“We're starting to see the colors in the maples, so I think it's going to be earlier this year because of dry weather,” said Bickel, 39, who lives in Moraine State Park.

He said the park has a large amount of red maples this year, and oaks have been adding the golden touch. Visitors can take all this in while on an eight-mile car trip on North Shore Drive, Bickel said.

The park can be accessed from state Route 422.

Moraine State Park is known for Lake Arthur, which at 3,225 acres is the largest man-made lake in the state, said Carol Bickel, officer manager for the Moraine Preservation Fund.

The group offers a guided fall-foliage cruise every Saturday and Sunday at 1 and 3 p.m. throughout October on a 45-foot, fully enclosed pontoon boat with an outdoor deck, said Carol Bickel, of Slippery Rock. Reservations can be made at www.morainepreservationfund.org.

Venture out in another direction to the Laurel Highlands region, about an hour from Pittsburgh, where there is a lot to see whether walking, hiking or biking, said Mike Mumau, park operations manager for the Laurel Hill State Complex of the Pennsylvania Department of Conservation and Natural Resources.

“The Laurel Highlands region has some of the most breathtaking fall foliage in the country,” Mumau said.

The Laurel Highlands area, which can be accessed off of the Pennsylvania Turnpike, has eight state parks that all offer something different, Mumau said.

For example, people can visit Laurel Hill State Park in Somerset County and hike Pumphouse Trail until reaching Jones Mill Dam for a good view. The short and easy hike is OK for people of all ages and abilities, he said.

Laurel Ridge State Park in Rockwood, Pa., features part of the 70-mile Laurel Highlands Hiking Trail and offers “sweeping vistas of 1,000 acres,” said Mumau, who lives at the park.

And drivers can “discover fall” through two driving loops, Mumau said.

The approximately four-hour northern loop can be accessed from the Donegal Exit on the turnpike and then travel state Route 711 North, which also is known as the Laurel Highlands Scenic Byway, according to the state park and forests website. This drive includes the third-deepest gorge in the state, as well as world's steepest vehicular incline, according to the website.

Drivers also can enjoy the southern loop, which takes at least two and a half hours and can be accessed by driving routes 38 1711 South, Mumau said.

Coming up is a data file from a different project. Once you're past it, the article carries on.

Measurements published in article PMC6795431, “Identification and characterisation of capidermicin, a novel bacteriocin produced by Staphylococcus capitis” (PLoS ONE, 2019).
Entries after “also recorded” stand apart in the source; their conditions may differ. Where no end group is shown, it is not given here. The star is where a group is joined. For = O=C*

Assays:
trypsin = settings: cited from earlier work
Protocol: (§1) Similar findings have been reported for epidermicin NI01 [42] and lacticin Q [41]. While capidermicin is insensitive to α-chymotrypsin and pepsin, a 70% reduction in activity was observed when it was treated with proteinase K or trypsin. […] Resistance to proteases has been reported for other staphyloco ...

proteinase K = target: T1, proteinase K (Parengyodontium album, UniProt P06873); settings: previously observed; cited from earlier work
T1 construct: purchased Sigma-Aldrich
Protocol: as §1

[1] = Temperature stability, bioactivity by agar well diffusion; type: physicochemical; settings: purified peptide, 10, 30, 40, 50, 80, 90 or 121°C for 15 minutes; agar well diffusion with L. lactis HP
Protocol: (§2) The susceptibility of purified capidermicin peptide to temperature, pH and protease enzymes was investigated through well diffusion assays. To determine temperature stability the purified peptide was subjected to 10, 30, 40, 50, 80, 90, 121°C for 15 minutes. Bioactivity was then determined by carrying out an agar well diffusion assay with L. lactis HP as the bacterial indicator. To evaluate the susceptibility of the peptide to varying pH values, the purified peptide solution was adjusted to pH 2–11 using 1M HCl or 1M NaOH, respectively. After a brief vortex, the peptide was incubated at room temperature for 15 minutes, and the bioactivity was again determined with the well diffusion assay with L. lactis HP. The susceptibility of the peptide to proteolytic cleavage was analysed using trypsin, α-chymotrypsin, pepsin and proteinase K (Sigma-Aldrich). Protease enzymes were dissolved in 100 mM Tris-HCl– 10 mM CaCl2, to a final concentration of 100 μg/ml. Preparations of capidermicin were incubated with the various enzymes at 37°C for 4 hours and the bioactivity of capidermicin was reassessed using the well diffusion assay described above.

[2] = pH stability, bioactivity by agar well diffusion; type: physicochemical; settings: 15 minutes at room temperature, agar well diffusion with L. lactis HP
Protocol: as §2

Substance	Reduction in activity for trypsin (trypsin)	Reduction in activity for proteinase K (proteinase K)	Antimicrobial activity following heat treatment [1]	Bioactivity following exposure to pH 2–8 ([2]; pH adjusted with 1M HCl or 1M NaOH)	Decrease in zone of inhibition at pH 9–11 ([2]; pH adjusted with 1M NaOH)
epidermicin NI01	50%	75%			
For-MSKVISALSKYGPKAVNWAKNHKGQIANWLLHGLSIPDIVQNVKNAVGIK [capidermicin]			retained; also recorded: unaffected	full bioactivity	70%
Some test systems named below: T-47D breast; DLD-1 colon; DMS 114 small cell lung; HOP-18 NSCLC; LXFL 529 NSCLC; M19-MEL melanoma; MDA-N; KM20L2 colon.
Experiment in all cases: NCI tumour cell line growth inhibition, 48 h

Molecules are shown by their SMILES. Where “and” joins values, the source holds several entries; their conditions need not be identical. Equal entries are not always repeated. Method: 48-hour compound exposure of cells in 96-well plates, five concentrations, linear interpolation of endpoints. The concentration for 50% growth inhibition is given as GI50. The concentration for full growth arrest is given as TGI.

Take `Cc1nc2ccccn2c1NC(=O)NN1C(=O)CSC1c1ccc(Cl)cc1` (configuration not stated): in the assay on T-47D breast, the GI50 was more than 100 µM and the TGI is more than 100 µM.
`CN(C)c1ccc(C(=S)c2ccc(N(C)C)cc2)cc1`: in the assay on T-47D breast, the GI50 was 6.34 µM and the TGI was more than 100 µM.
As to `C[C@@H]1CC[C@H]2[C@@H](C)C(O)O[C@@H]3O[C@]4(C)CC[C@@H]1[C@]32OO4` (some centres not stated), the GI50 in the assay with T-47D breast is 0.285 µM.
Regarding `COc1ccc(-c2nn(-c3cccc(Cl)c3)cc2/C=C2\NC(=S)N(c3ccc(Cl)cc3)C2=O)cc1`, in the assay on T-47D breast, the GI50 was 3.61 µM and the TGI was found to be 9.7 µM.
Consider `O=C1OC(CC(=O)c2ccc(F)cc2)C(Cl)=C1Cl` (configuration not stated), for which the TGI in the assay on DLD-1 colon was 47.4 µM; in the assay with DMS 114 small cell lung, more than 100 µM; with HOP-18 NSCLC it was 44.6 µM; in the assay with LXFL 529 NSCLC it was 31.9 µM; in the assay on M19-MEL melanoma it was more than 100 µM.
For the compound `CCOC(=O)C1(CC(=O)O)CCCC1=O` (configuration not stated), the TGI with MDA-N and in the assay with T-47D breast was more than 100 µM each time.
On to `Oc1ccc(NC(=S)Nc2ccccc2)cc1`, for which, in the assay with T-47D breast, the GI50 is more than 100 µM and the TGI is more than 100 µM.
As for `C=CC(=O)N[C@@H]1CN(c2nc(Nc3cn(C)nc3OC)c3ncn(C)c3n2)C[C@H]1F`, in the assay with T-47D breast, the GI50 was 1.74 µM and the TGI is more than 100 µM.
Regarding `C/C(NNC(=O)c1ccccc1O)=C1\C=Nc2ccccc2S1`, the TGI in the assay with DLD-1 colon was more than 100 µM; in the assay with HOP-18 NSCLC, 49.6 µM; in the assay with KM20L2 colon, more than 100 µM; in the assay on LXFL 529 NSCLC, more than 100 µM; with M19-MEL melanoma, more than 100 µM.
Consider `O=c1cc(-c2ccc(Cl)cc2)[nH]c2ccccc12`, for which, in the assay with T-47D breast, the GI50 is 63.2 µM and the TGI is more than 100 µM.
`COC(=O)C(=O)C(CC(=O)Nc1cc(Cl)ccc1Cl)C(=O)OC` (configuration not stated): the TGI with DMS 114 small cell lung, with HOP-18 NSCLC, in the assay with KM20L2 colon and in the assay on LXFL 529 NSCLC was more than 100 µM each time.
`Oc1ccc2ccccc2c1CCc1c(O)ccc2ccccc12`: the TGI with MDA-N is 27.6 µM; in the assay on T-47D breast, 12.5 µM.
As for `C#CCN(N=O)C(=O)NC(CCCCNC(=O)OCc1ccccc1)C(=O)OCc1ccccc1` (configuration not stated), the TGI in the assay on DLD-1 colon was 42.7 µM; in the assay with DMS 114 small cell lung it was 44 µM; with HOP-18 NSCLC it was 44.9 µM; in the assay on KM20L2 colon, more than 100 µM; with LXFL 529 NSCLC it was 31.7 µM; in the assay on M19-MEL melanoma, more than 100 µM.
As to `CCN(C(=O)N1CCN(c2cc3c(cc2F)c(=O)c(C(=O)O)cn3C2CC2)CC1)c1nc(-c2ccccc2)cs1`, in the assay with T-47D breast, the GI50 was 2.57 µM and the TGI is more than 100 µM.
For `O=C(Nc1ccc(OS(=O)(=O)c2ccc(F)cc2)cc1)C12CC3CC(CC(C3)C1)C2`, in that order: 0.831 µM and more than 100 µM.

Walkers can take a Hike to Happy Hour from 9 a.m. to 3 p.m. Oct. 20 that covers approximately 10 miles on the Laurel Highlands Hiking Trail and ends at the Seven Springs Mountain Resort for its annual Autumnfest celebration, Mumau said. The hike will start at the Route 653 Trailhead for the Laurel Highlands Hiking Trail. Registration is required and can be done by calling 814-352-8649.

Also, a visit to Forbes State Forest will offer plenty of leafy scenes in approximately 60,000 acres spread out over Westmoreland, Somerset and Fayette counties, according to Dave Planinsek, forester for Forbes.

Most of the forest is within a two-hour drive from downtown Pittsburgh, with Route 30 as the major roadway to access the northernmost portion of the state forest, said Planinsek, of Latrobe.

He recommends sites from Beam Rock, which is just about a 10-minute hike from Laurel Summit Road. Also, he suggests trying Spruce Flats Bog, another great leaf-viewing spot, which can be accessed from Laurel Summit and Linn Run roads

Leaf gazers also can take a trip to nearby Ohiopyle State Park, popular for the Youghiogheny River Gorge and the gateway to the southern part of the Laurel Highlands.

“There are several vistas that can be viewed and lots of trees up here,” said Rose Fuge, environmental specialist for the park.

Specifically, said Fuge, of Farmington, hike to Baughman's Rock Overlook which leads up to Laurel Ridge from Sugarloaf Road.

Also, take a short hike on Ohiopyle's Tharp Knob Overlook.

“It's a really nice view of the town of Ohiopyle nestled in among the mountains,” said Fuge, who predicted the peak for this fall's colors will be this week.

Natalie Beneviat is a freelance writer for Trib Total Media.